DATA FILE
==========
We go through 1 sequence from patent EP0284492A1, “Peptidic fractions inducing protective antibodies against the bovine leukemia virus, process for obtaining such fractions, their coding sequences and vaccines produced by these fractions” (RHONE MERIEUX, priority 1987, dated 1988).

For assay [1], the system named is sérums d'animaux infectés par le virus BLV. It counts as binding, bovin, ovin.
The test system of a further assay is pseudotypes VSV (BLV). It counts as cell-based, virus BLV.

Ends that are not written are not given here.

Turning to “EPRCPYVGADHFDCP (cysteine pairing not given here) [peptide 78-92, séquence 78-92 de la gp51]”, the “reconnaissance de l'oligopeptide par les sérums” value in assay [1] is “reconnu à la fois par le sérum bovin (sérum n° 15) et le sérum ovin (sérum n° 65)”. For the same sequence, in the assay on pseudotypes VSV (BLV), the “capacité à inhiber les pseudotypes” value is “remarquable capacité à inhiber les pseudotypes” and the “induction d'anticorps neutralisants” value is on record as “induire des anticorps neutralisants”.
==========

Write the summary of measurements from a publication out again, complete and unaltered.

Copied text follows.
We go through 1 sequence from patent EP0284492A1, “Peptidic fractions inducing protective antibodies against the bovine leukemia virus, process for obtaining such fractions, their coding sequences and vaccines produced by these fractions” (RHONE MERIEUX, priority 1987, dated 1988).

For assay [1], the system named is sérums d'animaux infectés par le virus BLV. It counts as binding, bovin, ovin.
The test system of a further assay is pseudotypes VSV (BLV). It counts as cell-based, virus BLV.

Ends that are not written are not given here.

Turning to “EPRCPYVGADHFDCP (cysteine pairing not given here) [peptide 78-92, séquence 78-92 de la gp51]”, the “reconnaissance de l'oligopeptide par les sérums” value in assay [1] is “reconnu à la fois par le sérum bovin (sérum n° 15) et le sérum ovin (sérum n° 65)”. For the same sequence, in the assay on pseudotypes VSV (BLV), the “capacité à inhiber les pseudotypes” value is “remarquable capacité à inhiber les pseudotypes” and the “induction d'anticorps neutralisants” value is on record as “induire des anticorps neutralisants”.